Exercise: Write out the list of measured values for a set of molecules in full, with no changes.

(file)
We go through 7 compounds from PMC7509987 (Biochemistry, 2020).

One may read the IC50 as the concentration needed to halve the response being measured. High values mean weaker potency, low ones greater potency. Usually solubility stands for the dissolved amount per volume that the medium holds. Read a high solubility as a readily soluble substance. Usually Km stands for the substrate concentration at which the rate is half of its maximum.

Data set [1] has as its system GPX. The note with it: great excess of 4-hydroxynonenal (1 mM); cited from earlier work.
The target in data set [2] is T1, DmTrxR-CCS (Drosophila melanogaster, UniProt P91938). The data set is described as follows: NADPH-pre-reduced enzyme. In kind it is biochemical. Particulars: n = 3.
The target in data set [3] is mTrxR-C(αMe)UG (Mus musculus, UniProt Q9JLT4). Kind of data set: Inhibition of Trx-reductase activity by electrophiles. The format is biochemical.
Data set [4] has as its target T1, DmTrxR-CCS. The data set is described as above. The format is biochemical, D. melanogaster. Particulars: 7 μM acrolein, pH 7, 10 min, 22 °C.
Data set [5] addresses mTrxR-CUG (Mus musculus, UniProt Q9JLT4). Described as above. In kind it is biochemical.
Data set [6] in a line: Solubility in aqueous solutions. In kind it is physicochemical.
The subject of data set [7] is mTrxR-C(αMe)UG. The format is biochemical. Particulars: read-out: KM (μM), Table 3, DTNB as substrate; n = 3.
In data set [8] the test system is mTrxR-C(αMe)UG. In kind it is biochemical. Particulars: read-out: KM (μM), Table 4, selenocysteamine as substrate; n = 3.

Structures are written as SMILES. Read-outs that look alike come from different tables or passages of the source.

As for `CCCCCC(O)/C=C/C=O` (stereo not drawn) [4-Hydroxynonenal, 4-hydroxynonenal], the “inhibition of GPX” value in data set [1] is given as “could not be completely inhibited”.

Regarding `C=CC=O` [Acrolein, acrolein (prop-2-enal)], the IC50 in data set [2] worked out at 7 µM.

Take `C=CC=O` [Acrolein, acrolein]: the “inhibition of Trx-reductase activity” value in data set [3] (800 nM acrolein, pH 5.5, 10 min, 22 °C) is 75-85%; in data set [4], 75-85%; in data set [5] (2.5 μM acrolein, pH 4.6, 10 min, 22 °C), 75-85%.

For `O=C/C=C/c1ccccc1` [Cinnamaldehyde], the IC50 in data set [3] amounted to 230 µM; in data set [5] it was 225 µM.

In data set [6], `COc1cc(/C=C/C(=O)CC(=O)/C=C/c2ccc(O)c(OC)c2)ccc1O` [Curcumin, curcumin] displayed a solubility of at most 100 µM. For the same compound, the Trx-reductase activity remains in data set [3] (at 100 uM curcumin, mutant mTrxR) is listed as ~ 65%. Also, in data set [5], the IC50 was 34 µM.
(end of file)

We go through 7 compounds from PMC7509987 (Biochemistry, 2020).

One may read the IC50 as the concentration needed to halve the response being measured. High values mean weaker potency, low ones greater potency. Usually solubility stands for the dissolved amount per volume that the medium holds. Read a high solubility as a readily soluble substance. Usually Km stands for the substrate concentration at which the rate is half of its maximum.

Data set [1] has as its system GPX. The note with it: great excess of 4-hydroxynonenal (1 mM); cited from earlier work.
The target in data set [2] is T1, DmTrxR-CCS (Drosophila melanogaster, UniProt P91938). The data set is described as follows: NADPH-pre-reduced enzyme. In kind it is biochemical. Particulars: n = 3.
The target in data set [3] is mTrxR-C(αMe)UG (Mus musculus, UniProt Q9JLT4). Kind of data set: Inhibition of Trx-reductase activity by electrophiles. The format is biochemical.
Data set [4] has as its target T1, DmTrxR-CCS. The data set is described as above. The format is biochemical, D. melanogaster. Particulars: 7 μM acrolein, pH 7, 10 min, 22 °C.
Data set [5] addresses mTrxR-CUG (Mus musculus, UniProt Q9JLT4). Described as above. In kind it is biochemical.
Data set [6] in a line: Solubility in aqueous solutions. In kind it is physicochemical.
The subject of data set [7] is mTrxR-C(αMe)UG. The format is biochemical. Particulars: read-out: KM (μM), Table 3, DTNB as substrate; n = 3.
In data set [8] the test system is mTrxR-C(αMe)UG. In kind it is biochemical. Particulars: read-out: KM (μM), Table 4, selenocysteamine as substrate; n = 3.

Structures are written as SMILES. Read-outs that look alike come from different tables or passages of the source.

As for `CCCCCC(O)/C=C/C=O` (stereo not drawn) [4-Hydroxynonenal, 4-hydroxynonenal], the “inhibition of GPX” value in data set [1] is given as “could not be completely inhibited”.

Regarding `C=CC=O` [Acrolein, acrolein (prop-2-enal)], the IC50 in data set [2] worked out at 7 µM.

Take `C=CC=O` [Acrolein, acrolein]: the “inhibition of Trx-reductase activity” value in data set [3] (800 nM acrolein, pH 5.5, 10 min, 22 °C) is 75-85%; in data set [4], 75-85%; in data set [5] (2.5 μM acrolein, pH 4.6, 10 min, 22 °C), 75-85%.

For `O=C/C=C/c1ccccc1` [Cinnamaldehyde], the IC50 in data set [3] amounted to 230 µM; in data set [5] it was 225 µM.

In data set [6], `COc1cc(/C=C/C(=O)CC(=O)/C=C/c2ccc(O)c(OC)c2)ccc1O` [Curcumin, curcumin] displayed a solubility of at most 100 µM. For the same compound, the Trx-reductase activity remains in data set [3] (at 100 uM curcumin, mutant mTrxR) is listed as ~ 65%. Also, in data set [5], the IC50 was 34 µM.